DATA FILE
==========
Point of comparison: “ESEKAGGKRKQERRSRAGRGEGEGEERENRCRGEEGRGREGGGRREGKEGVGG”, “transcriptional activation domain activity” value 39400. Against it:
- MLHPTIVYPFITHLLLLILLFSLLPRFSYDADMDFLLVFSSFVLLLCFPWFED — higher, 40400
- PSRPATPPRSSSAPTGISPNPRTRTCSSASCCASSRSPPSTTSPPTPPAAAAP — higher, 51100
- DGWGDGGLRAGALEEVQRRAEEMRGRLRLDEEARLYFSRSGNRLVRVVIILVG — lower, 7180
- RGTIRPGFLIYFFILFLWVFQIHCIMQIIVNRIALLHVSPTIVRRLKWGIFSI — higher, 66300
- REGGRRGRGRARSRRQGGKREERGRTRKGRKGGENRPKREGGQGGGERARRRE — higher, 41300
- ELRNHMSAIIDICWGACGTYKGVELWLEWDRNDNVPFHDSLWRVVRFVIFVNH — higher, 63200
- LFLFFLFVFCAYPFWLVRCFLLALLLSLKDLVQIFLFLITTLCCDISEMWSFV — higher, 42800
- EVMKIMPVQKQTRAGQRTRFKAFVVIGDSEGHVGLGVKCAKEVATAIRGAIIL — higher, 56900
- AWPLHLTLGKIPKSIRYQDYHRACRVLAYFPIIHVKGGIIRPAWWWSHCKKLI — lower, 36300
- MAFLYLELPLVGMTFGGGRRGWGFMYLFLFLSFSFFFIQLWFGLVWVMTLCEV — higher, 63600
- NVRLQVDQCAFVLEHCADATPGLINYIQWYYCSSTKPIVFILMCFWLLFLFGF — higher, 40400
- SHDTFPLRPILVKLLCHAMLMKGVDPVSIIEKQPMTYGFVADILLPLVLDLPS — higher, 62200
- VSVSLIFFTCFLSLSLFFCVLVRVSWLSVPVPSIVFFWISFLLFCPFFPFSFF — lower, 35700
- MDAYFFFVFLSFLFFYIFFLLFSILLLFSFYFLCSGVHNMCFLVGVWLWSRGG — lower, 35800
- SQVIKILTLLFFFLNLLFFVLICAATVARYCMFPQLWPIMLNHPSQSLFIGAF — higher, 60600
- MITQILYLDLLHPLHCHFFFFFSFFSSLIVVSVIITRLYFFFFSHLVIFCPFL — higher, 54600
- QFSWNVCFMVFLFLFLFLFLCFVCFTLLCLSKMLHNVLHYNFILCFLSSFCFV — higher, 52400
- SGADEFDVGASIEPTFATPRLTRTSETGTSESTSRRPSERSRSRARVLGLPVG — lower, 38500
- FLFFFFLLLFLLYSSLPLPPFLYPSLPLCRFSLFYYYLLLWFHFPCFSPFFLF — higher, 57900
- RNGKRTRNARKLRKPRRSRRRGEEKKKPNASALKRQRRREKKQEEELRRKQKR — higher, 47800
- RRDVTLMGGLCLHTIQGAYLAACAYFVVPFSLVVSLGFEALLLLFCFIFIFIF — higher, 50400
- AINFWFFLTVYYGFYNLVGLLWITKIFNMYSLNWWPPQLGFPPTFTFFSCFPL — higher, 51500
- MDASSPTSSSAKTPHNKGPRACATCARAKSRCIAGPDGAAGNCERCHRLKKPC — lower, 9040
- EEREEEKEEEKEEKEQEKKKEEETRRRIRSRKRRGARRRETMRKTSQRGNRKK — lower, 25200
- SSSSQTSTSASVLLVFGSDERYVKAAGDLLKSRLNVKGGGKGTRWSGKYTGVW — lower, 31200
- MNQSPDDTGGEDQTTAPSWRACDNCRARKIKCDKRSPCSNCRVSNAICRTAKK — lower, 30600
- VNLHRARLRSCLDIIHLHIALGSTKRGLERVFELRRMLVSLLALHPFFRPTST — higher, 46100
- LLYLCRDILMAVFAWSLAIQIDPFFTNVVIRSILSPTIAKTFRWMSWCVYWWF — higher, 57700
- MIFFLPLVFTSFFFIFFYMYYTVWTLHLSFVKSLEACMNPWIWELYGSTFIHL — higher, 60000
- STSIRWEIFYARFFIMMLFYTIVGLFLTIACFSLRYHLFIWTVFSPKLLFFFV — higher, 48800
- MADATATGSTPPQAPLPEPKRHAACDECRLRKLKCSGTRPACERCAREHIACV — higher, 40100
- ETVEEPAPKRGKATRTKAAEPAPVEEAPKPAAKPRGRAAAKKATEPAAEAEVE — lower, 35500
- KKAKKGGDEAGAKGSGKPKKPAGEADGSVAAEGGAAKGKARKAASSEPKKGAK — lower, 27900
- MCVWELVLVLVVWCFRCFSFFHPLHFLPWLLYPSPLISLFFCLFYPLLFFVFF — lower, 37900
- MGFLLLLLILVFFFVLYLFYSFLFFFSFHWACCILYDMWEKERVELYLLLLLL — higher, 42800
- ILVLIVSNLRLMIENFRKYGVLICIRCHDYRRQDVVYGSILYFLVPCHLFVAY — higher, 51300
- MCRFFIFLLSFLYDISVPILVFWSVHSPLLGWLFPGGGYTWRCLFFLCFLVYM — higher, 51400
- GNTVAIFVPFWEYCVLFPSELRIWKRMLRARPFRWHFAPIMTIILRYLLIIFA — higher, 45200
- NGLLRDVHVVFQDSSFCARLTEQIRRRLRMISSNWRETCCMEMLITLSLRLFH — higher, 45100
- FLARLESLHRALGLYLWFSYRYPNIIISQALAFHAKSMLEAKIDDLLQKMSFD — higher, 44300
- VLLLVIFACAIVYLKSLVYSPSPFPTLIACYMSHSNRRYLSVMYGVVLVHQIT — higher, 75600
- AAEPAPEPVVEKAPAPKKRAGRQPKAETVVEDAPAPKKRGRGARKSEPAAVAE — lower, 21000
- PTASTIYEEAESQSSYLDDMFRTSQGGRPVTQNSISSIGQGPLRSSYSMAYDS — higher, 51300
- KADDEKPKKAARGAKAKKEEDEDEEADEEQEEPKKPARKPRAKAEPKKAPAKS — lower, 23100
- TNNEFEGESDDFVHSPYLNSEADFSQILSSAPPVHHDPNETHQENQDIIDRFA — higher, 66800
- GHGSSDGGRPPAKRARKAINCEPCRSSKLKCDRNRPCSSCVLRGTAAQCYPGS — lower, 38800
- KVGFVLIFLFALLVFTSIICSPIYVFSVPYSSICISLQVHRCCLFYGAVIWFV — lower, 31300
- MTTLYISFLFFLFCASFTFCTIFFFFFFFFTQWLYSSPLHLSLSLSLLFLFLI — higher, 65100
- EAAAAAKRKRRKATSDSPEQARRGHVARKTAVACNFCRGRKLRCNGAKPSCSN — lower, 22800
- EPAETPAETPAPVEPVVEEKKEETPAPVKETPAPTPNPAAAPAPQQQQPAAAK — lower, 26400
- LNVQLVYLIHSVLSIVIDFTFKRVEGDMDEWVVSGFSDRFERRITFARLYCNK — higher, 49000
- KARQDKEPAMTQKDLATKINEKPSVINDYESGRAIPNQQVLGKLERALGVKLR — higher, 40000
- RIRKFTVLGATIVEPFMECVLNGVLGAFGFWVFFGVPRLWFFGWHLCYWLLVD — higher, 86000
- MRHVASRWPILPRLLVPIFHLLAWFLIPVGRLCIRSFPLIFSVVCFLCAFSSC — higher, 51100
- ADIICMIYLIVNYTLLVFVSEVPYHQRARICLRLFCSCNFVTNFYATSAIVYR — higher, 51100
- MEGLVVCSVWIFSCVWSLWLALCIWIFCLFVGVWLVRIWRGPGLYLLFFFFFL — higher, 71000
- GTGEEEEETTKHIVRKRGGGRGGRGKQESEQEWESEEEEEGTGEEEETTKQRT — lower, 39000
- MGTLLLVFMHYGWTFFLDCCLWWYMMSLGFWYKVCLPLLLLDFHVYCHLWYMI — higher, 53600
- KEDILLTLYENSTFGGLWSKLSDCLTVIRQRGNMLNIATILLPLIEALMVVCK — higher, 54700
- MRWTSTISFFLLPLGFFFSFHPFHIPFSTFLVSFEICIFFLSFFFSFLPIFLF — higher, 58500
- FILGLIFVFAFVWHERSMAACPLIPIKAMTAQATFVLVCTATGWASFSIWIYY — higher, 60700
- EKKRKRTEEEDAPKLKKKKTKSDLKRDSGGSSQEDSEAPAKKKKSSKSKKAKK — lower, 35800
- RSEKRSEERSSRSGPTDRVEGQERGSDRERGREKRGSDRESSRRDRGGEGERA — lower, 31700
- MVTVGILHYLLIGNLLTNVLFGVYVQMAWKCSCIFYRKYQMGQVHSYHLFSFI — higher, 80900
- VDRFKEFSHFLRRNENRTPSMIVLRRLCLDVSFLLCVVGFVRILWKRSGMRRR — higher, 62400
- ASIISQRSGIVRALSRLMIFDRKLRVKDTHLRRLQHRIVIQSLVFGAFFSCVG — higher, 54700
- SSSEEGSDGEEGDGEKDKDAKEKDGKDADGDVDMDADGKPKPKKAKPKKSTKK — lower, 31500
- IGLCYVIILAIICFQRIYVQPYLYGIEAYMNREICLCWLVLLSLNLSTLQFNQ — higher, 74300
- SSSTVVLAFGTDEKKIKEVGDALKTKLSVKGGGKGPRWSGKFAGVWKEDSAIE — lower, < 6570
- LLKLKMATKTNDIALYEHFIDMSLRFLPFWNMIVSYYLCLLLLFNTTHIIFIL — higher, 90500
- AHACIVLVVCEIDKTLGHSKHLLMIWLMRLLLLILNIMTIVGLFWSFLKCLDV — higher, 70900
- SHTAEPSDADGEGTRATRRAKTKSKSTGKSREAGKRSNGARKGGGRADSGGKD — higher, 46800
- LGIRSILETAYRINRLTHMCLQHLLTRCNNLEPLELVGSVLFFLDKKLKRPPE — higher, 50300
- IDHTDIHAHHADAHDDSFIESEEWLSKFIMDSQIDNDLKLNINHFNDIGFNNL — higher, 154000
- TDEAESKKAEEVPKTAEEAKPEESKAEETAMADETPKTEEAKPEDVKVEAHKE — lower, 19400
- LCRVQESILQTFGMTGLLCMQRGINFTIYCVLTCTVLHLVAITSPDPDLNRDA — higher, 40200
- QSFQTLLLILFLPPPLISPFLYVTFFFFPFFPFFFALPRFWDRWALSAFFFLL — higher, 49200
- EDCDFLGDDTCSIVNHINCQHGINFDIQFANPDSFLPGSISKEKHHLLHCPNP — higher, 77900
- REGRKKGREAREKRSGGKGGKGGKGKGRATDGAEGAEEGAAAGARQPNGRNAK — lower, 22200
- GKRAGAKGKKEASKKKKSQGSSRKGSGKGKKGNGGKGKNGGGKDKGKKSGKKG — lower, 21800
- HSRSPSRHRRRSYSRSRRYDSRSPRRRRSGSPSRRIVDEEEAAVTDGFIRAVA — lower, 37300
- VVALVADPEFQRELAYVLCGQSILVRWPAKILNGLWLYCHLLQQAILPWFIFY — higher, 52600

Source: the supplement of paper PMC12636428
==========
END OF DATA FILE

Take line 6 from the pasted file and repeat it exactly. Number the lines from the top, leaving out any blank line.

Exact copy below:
- REGGRRGRGRARSRRQGGKREERGRTRKGRKGGENRPKREGGQGGGERARRRE — higher, 41300